Why Do I Need a Mental Health Checkup? - Crozer-Keystone Health System - PA

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Published on October 07, 2014

Why Do I Need a Mental Health Checkup?

Crozer-Keystone Health SystemMedia Contact:
Katrina Stier
(610) 447-6314

Why Do I Need a Mental Health Checkup?

Crozer Psychotherapy Services provides a
supportive style of care - quiet, nurturing
and completely confidential. For more
information, call 610-874-5257.

Our doctors are always stressing to us the importance of scheduling regular annual exams to ensure we’re healthy and maintaining a healthy lifestyle. But did you realize that reminder isn’t limited to being physically healthy?

An annual mental health check up is just as important as your yearly physical, eye exam and other regular doctor visits. Even when you feel physically well, you still make a visit to your doctor who checks your height, weight, blood pressure and more to help paint a picture of your overall health. This visit helps your doctor identify when something is wrong and catch it early, when it’s more treatable.

The same concept applies to your mental health, which is part of the reason that, in 1990, Congress established the first full week of October as Mental Illness Awareness Week.

“Getting a mental health checkup will help you identify very treatable conditions early. It is just as important as a physical checkup,” says Kevin Caputo, M.D., chair of the Department of Psychiatry at Crozer-Chester Medical Center. “Taking periodic stock of your emotional well-being can help identify warning signs of common mental health issues such as anxiety or depression.”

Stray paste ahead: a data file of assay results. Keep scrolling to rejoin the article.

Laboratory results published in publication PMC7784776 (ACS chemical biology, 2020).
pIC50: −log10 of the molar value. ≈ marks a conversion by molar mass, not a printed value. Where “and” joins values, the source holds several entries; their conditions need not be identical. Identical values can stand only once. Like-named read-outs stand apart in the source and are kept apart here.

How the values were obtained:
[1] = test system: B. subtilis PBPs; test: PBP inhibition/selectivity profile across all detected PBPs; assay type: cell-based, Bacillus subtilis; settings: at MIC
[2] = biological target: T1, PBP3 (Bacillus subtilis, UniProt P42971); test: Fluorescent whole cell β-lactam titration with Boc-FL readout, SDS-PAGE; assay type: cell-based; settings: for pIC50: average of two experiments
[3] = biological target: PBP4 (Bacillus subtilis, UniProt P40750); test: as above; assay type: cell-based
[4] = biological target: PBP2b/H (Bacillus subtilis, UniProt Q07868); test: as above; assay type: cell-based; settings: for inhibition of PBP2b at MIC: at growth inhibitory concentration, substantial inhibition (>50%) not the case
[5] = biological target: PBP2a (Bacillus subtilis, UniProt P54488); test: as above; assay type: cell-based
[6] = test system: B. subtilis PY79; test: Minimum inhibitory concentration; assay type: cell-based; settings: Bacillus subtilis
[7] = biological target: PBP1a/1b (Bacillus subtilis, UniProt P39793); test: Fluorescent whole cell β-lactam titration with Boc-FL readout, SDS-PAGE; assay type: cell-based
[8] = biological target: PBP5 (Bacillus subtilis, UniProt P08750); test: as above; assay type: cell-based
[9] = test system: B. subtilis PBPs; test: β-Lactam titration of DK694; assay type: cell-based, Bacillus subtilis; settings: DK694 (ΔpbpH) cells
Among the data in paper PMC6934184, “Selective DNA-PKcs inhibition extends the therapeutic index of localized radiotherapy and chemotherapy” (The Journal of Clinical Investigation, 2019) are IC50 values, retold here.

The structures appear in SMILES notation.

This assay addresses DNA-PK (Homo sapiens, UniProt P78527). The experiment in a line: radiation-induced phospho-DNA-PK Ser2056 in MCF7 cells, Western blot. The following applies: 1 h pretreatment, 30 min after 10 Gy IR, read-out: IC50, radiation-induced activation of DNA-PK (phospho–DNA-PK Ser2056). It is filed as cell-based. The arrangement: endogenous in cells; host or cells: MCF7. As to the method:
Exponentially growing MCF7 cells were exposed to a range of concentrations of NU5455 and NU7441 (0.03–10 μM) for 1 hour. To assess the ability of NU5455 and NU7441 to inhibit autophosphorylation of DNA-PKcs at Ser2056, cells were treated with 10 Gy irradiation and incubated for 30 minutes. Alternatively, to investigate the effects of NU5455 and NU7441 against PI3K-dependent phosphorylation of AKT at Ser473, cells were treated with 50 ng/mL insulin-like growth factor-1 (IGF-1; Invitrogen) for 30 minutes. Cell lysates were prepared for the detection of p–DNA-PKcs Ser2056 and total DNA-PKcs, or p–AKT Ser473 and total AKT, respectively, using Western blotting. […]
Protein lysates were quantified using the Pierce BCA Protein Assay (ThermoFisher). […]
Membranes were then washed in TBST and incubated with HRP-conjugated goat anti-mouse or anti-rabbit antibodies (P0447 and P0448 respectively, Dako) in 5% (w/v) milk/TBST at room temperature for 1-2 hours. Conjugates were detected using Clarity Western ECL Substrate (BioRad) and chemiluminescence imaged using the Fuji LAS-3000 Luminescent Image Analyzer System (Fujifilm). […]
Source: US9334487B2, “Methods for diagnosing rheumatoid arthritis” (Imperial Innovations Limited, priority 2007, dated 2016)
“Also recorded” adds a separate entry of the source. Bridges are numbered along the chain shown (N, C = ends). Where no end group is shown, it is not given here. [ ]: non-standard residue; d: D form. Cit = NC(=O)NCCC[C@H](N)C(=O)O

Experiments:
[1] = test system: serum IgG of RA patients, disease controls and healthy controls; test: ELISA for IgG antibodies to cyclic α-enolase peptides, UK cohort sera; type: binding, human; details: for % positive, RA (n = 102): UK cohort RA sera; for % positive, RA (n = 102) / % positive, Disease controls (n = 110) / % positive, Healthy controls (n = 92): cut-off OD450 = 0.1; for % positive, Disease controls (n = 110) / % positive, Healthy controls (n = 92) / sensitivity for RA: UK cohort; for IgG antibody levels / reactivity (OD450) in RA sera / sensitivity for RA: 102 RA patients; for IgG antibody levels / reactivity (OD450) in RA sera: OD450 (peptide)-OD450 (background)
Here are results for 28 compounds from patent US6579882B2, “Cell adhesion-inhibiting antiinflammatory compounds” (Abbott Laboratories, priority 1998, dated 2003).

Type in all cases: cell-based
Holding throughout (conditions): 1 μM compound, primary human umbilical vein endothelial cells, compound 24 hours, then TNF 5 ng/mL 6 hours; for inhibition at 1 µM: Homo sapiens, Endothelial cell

According to the National Institute of Mental Health, about a quarter of American adults suffer from some kind of mental health issue each year and 6 percent suffer from severe problem like schizophrenia or major depression. When these mental illnesses are left untreated, they are more likely to lead to hospitalization.

“If you have a family history of mental illness then it is important to get a mental health checkup to prevent or treat the onset of potential mental illness in your own life early,” Dr. Caputo says. “Similar to other illnesses, depression, anxiety and other mental illnesses are highly treatable when they are found early.”

But just because you aren’t suffering with mental illness doesn’t mean you’re mentally healthy. The World Health Organization (WHO) defines mental health as “a state of well-being in which every individual realizes his or her own potential, can cope with the normal stresses of life, can work productively and fruitfully, and is able to make a contribution to her or his community.”

Think you haven’t had a mental health checkup before? You might be wrong. Oftentimes doctors will ask patients about their moods, lifestyle, eating and drinking habits as part of a regular wellness visit. This gauges if there is a presence of any mood or anxiety disorders, including substance abuse, depression, and post-traumatic stress.

If your regular doctor doesn’t ask you questions along these lines, you can be proactive and bring the subject up yourself. In addition to your primary care physician, you can have a psychiatrist, psychologist, or social worker perform a mental health assessment for you.

All of these health care professionals have the ability to pinpoint signs and symptoms of mental illnesses and then work with you to treat them or refer you to a specialist for a more in-depth evaluation.

Mental health checkups may not be as established as annual physicals due to the historical stigma associated with mental illness. However, many health care providers will tell you that recognizing that you need help and actually getting that help is actually a very sane thing to do and is a sign of strength.

According to the American Psychological Association, about 42 percent of adults report that their stress has increased. Nearly 44 percent say they aren’t doing enough to manage it.

Don’t let yourself be part of this statistic.

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